Carter Drops 31, But Eagles Stay Winless In ACC

Eli Carter goes for a layup

ACC men’s basketball is something special.

It seems like on any given day, any team in this conference—the best in the country—can pull off an upset. That is, except for the ugly duckling of the ACC: Boston College.

On a day that featured multiple conference upsets (Clemson over No. 8 Miami, Notre Dame over No. 9 Duke), the stage seemed set for underdog BC (7-10, 0-4 Atlantic Coast) to steal the show on the road against No. 20 University of Pittsburgh (15-2, 4-1). But the Panthers spoiled a career day from Eli Carter, who finished with 31 points and four steals, and crushed any hopes of an upset in a convincing 84-61 victory.

The Eagles quieted the “Oakland Zoo” out of the gate, as Carter scored the game’s first five points to help BC jump out to an early 10-2 lead. But for every Carter layup or deep jumper in the first half, Pitt found an answer in forward Jamel Artis.

Artis fired off seven straight points for the Panthers to fuel a 15-2 run and erase the Eagles’ early advantage. Normally, this type of stretch would have knocked out this young BC squad, or at least left it stunned and confused (see: at Syracuse). This time, however, Carter kept the team afloat.

The graduate transfer guard exploded for five 3-pointers—many of them from way, way downtown—and finished 11-for-22 from the field overall. As good as Artis was, Carter was better. He led the Eagles on the break, feeding big men in transition or taking it himself for acrobatic finishes. He drained 30-footers with ease, keeping BC within single digits for most of the game with little help from his teammates. Not to mention, he racked up 37 minutes and showed little signs of fatigue down the stretch.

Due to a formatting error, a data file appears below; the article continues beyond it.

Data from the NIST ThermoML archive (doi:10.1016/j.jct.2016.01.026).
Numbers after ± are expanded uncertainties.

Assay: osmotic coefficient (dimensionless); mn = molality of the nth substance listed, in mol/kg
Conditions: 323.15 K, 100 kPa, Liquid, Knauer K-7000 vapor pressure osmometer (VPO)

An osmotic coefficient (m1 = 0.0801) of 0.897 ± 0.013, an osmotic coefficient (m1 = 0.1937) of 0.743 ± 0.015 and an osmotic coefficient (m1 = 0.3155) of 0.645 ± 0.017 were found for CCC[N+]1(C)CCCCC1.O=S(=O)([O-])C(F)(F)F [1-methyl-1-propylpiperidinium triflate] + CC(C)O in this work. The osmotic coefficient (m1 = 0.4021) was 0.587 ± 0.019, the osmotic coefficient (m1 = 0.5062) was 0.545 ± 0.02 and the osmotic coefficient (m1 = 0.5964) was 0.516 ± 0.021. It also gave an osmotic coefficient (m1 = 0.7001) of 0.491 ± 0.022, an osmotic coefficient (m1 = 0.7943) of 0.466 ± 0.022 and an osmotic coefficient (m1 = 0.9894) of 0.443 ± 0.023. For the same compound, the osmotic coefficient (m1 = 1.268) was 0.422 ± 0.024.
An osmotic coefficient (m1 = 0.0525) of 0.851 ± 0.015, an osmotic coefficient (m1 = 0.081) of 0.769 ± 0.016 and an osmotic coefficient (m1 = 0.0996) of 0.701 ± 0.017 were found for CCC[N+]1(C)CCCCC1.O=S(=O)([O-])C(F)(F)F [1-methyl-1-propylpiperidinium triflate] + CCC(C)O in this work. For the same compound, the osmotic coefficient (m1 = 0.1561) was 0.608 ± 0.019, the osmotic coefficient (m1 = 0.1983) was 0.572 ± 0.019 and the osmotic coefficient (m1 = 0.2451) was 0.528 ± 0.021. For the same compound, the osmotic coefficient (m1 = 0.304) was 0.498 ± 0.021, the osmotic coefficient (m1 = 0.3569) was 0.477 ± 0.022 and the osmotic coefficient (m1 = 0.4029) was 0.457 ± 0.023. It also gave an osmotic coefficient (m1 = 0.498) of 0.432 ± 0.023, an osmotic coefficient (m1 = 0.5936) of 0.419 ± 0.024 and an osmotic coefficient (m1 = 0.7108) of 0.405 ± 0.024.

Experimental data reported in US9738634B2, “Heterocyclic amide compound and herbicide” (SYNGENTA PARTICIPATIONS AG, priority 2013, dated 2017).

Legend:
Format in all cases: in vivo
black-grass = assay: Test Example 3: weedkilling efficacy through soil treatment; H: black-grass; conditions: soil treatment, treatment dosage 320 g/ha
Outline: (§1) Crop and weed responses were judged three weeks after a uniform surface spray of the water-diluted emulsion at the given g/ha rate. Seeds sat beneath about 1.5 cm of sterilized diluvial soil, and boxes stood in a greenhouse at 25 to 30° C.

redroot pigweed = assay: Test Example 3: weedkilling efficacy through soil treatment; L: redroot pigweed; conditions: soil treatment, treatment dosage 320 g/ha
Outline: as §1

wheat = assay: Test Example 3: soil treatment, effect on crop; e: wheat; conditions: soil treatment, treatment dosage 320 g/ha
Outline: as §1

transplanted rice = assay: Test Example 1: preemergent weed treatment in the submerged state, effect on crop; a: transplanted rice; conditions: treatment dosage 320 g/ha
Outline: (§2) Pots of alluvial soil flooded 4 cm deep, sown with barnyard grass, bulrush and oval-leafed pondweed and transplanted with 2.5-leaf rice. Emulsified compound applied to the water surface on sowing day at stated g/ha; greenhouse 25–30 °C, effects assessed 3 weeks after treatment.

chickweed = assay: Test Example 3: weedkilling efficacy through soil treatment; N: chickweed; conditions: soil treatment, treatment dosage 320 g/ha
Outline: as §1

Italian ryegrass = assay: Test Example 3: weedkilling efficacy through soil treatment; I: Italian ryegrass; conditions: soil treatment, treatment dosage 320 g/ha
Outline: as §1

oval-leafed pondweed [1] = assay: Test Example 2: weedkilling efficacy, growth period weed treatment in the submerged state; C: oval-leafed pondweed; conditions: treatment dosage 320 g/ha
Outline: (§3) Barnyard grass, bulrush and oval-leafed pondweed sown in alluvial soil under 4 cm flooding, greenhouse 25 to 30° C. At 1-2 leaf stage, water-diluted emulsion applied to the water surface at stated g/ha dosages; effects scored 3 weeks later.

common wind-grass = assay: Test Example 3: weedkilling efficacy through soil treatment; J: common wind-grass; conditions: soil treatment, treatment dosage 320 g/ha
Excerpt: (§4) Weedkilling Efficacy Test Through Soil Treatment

Quite simply, Pitt was just deeper.

Coming off of a loss against No. 21 Louisville in which the Panthers mustered only 14 buckets, they responded Saturday with a 58 percent shooting performance that included 33 made baskets. With four players in double figures, they shared the ball well, logging 23 assists to BC’s nine. They created shots through ball movement, not by dribbling.

Artis had help from fellow forward Michael Young, who finished with 13 points and led all players with nine assists. Point guard James Robinson added 10 points, including a couple of clutch 3-pointers that extended Pitt’s seven-point halftime lead out of reach. But the surprise of the afternoon for the Panthers was freshman guard Cameron Johnson, who emerged from the bench to sink four treys and total 20 points. The BC bench finished with six points, each courtesy of backup center Idy Diallo.

Pitt had help—and lots of it. The bench alone scored 33 points. So where was the help for Carter?

Many have hopes that the answer could lie in freshman guard Jerome Robinson, who has impressed this season with averages of 11 points and three assists. But Robinson was virtually nonexistent against the Panthers, tallying a mere five points and two costly turnovers.

Fifth-year center Dennis Clifford chipped in with 12 points and six boards to cap off a solid afternoon. But it seemed as if every time the Eagles needed a big stop, Clifford—the anchor of the defense—and the rest of BC couldn’t force a Pitt miss. They could only do so much, though, as the Panthers had the hot hand from beyond the arc, finishing 10-of-19 from downtown.

The loss drops the Eagles into second-to-last place in the ACC, with North Carolina State University joining them at the bottom. Pitt, on the other hand, is one of only a few one-loss teams remaining as it tries to establish itself as one of the ACC’s elite programs.

With Carter’s incredible outing, BC played a very strong Panther team close for most of the game, and head coach Jim Christian has few reasons to be upset after the loss. But there is something that should be very troubling to Eagle fans everywhere.

Chew on this stat for awhile: On Saturday, BC scored only 18 points from players who will be returning next year. And by no means is this team senior-heavy at all. The future is very, very frightening for BC men’s basketball.

Featured Image by Keith Srakokic / AP Photo

About Riley Overend 134 Articles
Riley Overend is a former Sports Editor for the Heights. He hails from the Bay Area, and likes to think of himself as a Kanyesseur. You can follow him on Twitter at @RileyHeights.